Today’s readings are all stories about what happens when humans encounter the divine.  But they are not all the same!

In our first reading, Isaiah has a vision of God as big.  Huge.  Immense.  He sees God sitting on a throne, high and lofty, so big that just the hem of his robe fills the temple.  Isaiah is filled with fear and wonder.  He is painfully aware of his own insignificance in the presence of the one who created the heavens and the earth.  This is the experience of God as transcendent, the God who is beyond us.  In our psalm this morning the poet has a similar experience.  He encounters the awesomeness of God in creation, in the thunder and earthquake, in the lightning and wind.  Paul in his letter to the Romans writes that “ever since the creation of the world, God’s eternal power and divine nature have been understood and seen through the things God has made.”  And I think that most of us get this. Think of the times you have beheld the beauty of a sunset, or the peacefulness of a forest or the glory of worship, the times you have experienced the transcendence and wonder of the divine energy which is beyond our grasp and comprehension.  This is one of the ways that we experience and encounter God.

But it’s not the only way.  Sometimes we experience the divine not as something beyond us, but as something within us, not as something that’s immense, but as a still, small voice.  In our second reading Paul talks about God as Spirit, a Spirit that leads him, a Spirit that cries out from within him, a Spirit that teaches us that we are children of God, a Spirit that urges us into intimacy with the divine.  This is the experience of God as immanent, as within and around us.  And once more, it is not just Paul who experiences God this way.  We do too!  Think of the times that you’ve experienced the divine as a subtle presence, as comfort and inspiration and power from within, as an invisible energy which surrounds you and upholds and strengthens you, as love which is poured into your heart and you in turn have to offer to others.  This is our encounter with God the Holy Spirit.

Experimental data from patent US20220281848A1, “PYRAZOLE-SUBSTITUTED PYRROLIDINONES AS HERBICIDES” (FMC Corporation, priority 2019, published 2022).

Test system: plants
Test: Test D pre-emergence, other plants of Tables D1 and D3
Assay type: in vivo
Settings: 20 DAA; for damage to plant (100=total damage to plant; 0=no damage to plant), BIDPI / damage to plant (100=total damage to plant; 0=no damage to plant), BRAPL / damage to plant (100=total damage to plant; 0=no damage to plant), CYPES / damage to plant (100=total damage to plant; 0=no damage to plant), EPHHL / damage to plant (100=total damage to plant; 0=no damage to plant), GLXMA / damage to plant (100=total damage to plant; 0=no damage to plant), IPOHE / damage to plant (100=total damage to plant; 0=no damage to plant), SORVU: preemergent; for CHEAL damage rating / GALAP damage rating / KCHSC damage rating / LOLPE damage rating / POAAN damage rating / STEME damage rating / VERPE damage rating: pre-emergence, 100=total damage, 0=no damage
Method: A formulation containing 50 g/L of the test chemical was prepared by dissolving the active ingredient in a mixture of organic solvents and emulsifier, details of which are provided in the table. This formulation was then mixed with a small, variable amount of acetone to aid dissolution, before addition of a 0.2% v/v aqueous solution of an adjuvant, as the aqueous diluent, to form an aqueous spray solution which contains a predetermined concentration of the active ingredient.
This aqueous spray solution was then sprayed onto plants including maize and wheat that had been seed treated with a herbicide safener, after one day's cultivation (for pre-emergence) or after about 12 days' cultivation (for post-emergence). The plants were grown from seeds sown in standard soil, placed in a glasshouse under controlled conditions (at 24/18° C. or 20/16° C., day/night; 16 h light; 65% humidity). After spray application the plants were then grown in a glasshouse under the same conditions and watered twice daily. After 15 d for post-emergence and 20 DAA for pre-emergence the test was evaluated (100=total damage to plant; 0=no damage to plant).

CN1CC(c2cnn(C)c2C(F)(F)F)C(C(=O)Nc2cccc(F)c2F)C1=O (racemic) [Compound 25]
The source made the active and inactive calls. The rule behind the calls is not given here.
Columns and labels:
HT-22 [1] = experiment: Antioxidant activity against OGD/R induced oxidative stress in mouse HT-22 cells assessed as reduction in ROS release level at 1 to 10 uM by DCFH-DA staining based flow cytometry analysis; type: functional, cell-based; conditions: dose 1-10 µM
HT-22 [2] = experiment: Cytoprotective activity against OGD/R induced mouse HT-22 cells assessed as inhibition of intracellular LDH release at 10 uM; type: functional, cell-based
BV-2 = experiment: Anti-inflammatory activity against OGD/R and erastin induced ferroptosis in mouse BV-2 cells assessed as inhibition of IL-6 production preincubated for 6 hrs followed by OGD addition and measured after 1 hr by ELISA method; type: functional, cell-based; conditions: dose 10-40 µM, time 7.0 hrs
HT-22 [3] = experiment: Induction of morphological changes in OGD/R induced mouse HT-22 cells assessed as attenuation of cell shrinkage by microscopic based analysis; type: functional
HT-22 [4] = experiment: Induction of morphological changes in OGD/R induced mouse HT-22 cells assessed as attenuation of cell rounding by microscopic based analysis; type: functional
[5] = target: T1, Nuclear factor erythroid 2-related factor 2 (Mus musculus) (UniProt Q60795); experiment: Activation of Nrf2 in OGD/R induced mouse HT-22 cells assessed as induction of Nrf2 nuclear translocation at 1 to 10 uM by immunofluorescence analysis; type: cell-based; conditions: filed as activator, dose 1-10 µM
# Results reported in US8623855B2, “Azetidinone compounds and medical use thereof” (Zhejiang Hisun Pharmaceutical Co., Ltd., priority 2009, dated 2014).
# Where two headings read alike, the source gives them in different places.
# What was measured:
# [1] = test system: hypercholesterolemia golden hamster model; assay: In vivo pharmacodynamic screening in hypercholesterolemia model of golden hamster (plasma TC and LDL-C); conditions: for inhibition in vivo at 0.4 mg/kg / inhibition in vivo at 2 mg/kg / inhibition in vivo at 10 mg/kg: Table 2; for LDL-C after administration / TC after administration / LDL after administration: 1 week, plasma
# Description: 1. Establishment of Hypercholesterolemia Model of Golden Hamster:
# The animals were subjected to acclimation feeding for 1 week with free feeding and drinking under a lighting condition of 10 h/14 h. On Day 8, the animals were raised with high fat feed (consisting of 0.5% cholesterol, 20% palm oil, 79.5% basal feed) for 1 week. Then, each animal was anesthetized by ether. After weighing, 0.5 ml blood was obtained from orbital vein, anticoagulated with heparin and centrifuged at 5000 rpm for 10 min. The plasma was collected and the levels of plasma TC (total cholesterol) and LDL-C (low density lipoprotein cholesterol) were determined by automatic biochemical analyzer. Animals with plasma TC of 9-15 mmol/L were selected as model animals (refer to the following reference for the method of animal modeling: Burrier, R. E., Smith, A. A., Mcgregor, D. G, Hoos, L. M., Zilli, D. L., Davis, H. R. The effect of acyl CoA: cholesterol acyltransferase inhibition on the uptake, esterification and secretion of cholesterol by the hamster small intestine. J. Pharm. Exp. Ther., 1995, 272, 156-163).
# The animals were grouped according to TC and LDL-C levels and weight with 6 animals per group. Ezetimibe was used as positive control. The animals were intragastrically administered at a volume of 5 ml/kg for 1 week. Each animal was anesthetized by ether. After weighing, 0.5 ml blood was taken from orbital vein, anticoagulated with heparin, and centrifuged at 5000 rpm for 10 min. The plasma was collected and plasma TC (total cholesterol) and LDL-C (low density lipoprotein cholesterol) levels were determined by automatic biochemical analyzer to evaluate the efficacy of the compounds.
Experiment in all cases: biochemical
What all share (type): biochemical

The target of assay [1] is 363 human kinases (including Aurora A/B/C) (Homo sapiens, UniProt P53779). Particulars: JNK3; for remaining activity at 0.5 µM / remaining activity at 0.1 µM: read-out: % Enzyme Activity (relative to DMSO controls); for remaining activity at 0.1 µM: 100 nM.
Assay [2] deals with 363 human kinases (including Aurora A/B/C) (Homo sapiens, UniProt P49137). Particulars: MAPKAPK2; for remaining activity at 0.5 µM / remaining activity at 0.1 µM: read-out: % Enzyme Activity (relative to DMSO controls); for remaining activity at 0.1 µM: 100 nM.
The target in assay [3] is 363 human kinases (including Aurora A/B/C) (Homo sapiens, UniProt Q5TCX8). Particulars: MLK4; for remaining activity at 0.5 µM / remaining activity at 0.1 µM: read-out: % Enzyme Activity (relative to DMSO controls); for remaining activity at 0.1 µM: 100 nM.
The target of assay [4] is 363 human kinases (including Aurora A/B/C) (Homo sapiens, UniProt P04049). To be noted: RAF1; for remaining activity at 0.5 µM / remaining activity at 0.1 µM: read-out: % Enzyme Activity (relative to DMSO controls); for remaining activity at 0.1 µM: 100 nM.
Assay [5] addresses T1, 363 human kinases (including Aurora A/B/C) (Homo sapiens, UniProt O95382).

And then in our gospel today we heard the story of Nicodemus’s encounter with Jesus.  Nicodemus had heard the stories about Jesus, his acts of healing and the crowds that followed him around.  But what Nicodemus was totally unprepared for, the thing that blew him away was that when he met Jesus, Nicodemus found himself to be in the presence of the living God.  In Jesus, Nicodemus gets a glimpse of God the Son, the one sent by God out of love for the world, the one who makes God known.  We call this incarnation, God revealed in human flesh.  Nicodemus encounters God in the person of Jesus.  And so do we.

Remember the stories you’ve been told of the love and compassion and wisdom of Jesus of Nazareth, how he came to seek us out, how he sought out those who were rejected and marginalized by society, how he delighted in their presence, laughing and celebrating with them at table, and how his work and ministry continue in the people who carry on with his mission today.  This is our experience of God as incarnate, God with us, Immanuel.

We experience God in all these different ways, the awesome God who is beyond us, the inspiring God within and around us and the God who is revealed in the humanity of Jesus.  There are so many ways that we can encounter God. If you’re sitting there thinking to yourself that you have yet to experience or name or imagine God in these different ways, don’t be discouraged.  We all have different experiences – that’s why we share our stories.  Don’t be discouraged, instead, think of this as a wonderful opportunity to take the relationship you do have with God and to move and deepen it in new and exciting directions.

My hope for this morning is not just that we’ve learned something new about electrons, but also that we’ve learned a little something about the Trinity, our understanding of God as One God in three persons, Father, Son and Holy Spirit.  Not as a doctrine written in some dusty book somewhere, but as a lived experience that comes from our own encounters with God and from the experiences of those throughout the ages who have graciously shared their stories with us.

In the name of God, Father, Son and Holy Spirit,


1 comment:

  1. I was at a conference full of church leaders that Phyllis Tickle was speaking at, and she told us to all go back to school to get degrees in quantum physics. I guess you're way ahead of the game!

    Good word, brother.